Nevada Sen. Jacky Rosen said Pendley is "unfit" to lead an agency that oversees more than two-thirds of the land in her state. She's one of nine Democratic senators who pressed Murkowski last month to schedule the confirmation hearings soon. "From Lake Tahoe to Lake Mead, the people of Nevada support their public lands, and William Pendley does not care about that," she said. "This is why his lifetime record needs to come out. He is unacceptable for this position."
New Guinea is home to more than 13,500 species of plant, two-thirds of which are endemic, according to a new study that suggests it has the greatest plant diversity of any island in the world – 19% more than Madagascar, which previously held the record.
Ninety-nine botanists from 56 institutions in 19 countries trawled through samples, the earliest of which were collected by European travellers in the 1700s. Large swathes of the island remain unexplored and some historical collections have yet to be looked at. Researchers estimate that 4,000 more plant species could be found in the next 50 years, with discoveries showing “no sign of levelling off”, according to the paper published in Nature.
“It is a paradise teeming with life,” said lead researcher Dr Rodrigo Cámara-Leret, a biologist from the University of Zurich who was previously at the Royal Botanic Gardens, Kew.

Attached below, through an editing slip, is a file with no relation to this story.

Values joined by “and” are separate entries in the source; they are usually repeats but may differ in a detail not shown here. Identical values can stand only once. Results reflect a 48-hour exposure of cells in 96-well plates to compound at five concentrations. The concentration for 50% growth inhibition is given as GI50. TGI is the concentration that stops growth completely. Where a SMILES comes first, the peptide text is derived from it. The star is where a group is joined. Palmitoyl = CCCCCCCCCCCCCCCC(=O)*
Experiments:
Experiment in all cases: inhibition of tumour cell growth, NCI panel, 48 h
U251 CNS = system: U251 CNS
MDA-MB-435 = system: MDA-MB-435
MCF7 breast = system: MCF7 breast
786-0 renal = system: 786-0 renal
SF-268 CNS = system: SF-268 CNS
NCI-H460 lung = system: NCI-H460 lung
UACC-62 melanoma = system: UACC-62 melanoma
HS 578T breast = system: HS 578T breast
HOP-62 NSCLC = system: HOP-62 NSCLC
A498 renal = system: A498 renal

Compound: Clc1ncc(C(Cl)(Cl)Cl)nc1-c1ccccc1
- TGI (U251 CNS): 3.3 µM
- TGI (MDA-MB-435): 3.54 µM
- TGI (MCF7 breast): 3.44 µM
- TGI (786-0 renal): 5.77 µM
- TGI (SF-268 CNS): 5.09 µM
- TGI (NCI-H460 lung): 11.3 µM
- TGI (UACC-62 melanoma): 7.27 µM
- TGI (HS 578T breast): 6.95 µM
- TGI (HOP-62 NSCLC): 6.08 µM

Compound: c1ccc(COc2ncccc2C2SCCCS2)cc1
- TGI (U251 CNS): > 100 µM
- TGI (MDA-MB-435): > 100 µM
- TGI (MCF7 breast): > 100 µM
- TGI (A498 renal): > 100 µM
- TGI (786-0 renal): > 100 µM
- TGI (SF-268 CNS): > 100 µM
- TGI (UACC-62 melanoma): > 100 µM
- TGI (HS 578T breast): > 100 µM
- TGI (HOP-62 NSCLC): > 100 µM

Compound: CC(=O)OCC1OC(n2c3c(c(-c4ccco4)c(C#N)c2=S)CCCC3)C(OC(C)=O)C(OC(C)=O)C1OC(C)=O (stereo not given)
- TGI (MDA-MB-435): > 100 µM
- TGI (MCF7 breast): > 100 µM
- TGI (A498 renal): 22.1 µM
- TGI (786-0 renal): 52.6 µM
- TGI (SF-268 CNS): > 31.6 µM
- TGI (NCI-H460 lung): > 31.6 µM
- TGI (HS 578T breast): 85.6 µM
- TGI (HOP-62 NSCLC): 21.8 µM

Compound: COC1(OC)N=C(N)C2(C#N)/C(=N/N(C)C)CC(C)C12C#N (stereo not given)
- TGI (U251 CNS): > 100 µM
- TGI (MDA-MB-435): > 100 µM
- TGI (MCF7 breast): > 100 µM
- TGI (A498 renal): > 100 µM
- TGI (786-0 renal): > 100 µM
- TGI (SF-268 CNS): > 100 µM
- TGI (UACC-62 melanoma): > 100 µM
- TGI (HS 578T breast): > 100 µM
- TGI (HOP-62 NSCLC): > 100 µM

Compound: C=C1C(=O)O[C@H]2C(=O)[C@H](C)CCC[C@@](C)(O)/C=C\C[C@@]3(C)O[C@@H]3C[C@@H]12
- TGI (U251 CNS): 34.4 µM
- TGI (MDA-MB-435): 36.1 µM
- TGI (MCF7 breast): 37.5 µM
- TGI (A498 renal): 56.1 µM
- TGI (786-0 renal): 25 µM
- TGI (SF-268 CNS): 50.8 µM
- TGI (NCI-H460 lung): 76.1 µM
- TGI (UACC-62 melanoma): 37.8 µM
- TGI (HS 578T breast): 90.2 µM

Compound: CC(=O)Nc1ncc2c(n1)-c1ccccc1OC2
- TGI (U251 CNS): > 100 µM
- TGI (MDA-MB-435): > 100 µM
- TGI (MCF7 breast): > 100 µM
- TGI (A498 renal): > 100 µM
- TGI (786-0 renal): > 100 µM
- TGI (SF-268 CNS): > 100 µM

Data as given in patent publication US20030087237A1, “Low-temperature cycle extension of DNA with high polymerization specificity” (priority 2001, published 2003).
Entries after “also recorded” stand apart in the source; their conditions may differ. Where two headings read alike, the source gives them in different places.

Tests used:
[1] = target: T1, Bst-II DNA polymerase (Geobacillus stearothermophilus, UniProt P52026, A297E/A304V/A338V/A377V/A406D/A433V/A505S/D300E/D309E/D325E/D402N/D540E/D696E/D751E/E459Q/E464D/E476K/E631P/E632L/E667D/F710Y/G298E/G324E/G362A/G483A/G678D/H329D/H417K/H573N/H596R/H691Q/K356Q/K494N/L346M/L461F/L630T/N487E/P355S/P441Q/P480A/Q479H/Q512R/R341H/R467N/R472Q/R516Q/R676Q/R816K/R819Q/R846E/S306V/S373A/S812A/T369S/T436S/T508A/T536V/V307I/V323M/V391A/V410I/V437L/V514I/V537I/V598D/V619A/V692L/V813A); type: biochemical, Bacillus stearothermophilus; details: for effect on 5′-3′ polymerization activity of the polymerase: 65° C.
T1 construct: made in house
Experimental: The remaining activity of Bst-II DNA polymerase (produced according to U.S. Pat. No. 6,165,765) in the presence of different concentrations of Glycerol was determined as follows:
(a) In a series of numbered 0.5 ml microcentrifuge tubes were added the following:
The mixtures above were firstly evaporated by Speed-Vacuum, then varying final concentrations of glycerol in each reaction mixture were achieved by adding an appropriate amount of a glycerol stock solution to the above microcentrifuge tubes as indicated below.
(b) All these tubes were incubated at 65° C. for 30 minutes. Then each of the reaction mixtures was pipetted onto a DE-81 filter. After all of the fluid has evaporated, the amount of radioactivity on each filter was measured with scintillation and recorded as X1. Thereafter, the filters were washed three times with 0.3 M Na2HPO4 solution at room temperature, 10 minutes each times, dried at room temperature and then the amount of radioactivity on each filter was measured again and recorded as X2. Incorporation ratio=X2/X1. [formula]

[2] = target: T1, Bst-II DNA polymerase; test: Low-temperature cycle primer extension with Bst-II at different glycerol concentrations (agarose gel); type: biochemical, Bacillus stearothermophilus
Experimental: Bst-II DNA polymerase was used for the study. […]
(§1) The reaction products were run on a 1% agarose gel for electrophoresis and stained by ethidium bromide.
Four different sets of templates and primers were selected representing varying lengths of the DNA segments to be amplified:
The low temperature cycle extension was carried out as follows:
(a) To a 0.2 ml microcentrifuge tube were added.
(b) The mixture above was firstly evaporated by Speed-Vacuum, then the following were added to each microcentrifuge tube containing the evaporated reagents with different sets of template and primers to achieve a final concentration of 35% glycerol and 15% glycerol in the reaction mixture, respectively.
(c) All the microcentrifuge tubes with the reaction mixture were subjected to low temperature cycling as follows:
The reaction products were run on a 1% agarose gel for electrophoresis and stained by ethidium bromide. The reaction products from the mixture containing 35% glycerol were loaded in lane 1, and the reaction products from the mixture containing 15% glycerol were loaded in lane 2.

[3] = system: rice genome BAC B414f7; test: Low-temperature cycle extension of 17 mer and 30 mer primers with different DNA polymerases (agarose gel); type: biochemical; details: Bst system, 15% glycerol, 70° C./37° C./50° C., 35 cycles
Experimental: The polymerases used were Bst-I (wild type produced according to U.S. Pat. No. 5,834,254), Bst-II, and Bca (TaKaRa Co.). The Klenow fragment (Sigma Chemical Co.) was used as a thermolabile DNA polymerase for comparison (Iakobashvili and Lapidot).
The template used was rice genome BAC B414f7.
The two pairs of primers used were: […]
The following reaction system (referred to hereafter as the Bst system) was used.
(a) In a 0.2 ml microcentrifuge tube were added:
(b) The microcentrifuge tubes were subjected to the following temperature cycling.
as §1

New Guinea – which is divided into the Indonesian provinces of Papua and West Papua and the independent state of Papua New Guinea in the east – is the most mountainous and largest tropical island in the world, with snowcapped peaks reaching 5,000 metres high. “This allows for different types of habitats, such as mangroves, swamp forests, lowland tropical forests and also montane forests, which have high levels of endemism,” said Cámara-Leret. “And then at the very top, just below the limit of plant growth, are these alpine grasslands … This habitat is basically unique to New Guinea in southeast Asia.”
Also of Interest
Here are some articles of interest, some which defied fair-use abstraction.
A Little Night Music
Johnny Shines - Sitting On top Of The World
Johnny Shines - Back to the Steel Mill
Johnny Shines & Big Walter 'Shaky' Horton - If It Ain't Me
Johnny Shines - Evil Hearted Woman Blues
Johnny Shines - Pet Rabbit
Robert Lockwood Jr. & Johny Shines - Lonesome Whistle
Johnny Shines - Rollin' & Tumblin'
Johnny Shines - Two Trains Runnin'
Johnny Shines & Big Walter Horton - Blues Stay Away From Me
Johnny Shines + Sunnyland Slim - Livin' In the White House
Johnny Shines - Goodbye Boogie